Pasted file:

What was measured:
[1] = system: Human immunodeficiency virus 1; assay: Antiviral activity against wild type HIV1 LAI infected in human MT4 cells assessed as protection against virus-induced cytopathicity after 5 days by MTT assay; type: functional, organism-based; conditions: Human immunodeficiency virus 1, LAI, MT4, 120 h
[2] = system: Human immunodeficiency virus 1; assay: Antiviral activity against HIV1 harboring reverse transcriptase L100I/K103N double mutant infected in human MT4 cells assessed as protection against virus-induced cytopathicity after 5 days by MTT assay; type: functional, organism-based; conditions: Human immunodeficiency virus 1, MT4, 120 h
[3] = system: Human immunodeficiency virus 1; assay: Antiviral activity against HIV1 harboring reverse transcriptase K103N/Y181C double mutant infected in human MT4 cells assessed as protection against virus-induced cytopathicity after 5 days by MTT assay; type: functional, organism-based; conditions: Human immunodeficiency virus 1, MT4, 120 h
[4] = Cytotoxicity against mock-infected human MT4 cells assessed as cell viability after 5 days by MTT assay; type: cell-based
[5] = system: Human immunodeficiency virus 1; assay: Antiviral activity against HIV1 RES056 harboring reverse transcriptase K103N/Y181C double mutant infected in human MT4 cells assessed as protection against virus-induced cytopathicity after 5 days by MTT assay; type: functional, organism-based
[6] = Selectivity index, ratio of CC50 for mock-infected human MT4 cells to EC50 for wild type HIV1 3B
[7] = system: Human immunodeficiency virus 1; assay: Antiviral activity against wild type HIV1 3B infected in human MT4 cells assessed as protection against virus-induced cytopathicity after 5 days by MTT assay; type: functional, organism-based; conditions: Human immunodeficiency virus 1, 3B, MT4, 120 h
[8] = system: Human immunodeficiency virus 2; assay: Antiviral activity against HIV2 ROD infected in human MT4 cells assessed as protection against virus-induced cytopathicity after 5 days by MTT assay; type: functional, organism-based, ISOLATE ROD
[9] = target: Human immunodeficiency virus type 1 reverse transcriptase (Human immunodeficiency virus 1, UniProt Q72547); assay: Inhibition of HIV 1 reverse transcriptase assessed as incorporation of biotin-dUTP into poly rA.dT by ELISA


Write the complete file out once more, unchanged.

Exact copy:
What was measured:
[1] = system: Human immunodeficiency virus 1; assay: Antiviral activity against wild type HIV1 LAI infected in human MT4 cells assessed as protection against virus-induced cytopathicity after 5 days by MTT assay; type: functional, organism-based; conditions: Human immunodeficiency virus 1, LAI, MT4, 120 h
[2] = system: Human immunodeficiency virus 1; assay: Antiviral activity against HIV1 harboring reverse transcriptase L100I/K103N double mutant infected in human MT4 cells assessed as protection against virus-induced cytopathicity after 5 days by MTT assay; type: functional, organism-based; conditions: Human immunodeficiency virus 1, MT4, 120 h
[3] = system: Human immunodeficiency virus 1; assay: Antiviral activity against HIV1 harboring reverse transcriptase K103N/Y181C double mutant infected in human MT4 cells assessed as protection against virus-induced cytopathicity after 5 days by MTT assay; type: functional, organism-based; conditions: Human immunodeficiency virus 1, MT4, 120 h
[4] = Cytotoxicity against mock-infected human MT4 cells assessed as cell viability after 5 days by MTT assay; type: cell-based
[5] = system: Human immunodeficiency virus 1; assay: Antiviral activity against HIV1 RES056 harboring reverse transcriptase K103N/Y181C double mutant infected in human MT4 cells assessed as protection against virus-induced cytopathicity after 5 days by MTT assay; type: functional, organism-based
[6] = Selectivity index, ratio of CC50 for mock-infected human MT4 cells to EC50 for wild type HIV1 3B
[7] = system: Human immunodeficiency virus 1; assay: Antiviral activity against wild type HIV1 3B infected in human MT4 cells assessed as protection against virus-induced cytopathicity after 5 days by MTT assay; type: functional, organism-based; conditions: Human immunodeficiency virus 1, 3B, MT4, 120 h
[8] = system: Human immunodeficiency virus 2; assay: Antiviral activity against HIV2 ROD infected in human MT4 cells assessed as protection against virus-induced cytopathicity after 5 days by MTT assay; type: functional, organism-based, ISOLATE ROD
[9] = target: Human immunodeficiency virus type 1 reverse transcriptase (Human immunodeficiency virus 1, UniProt Q72547); assay: Inhibition of HIV 1 reverse transcriptase assessed as incorporation of biotin-dUTP into poly rA.dT by ELISA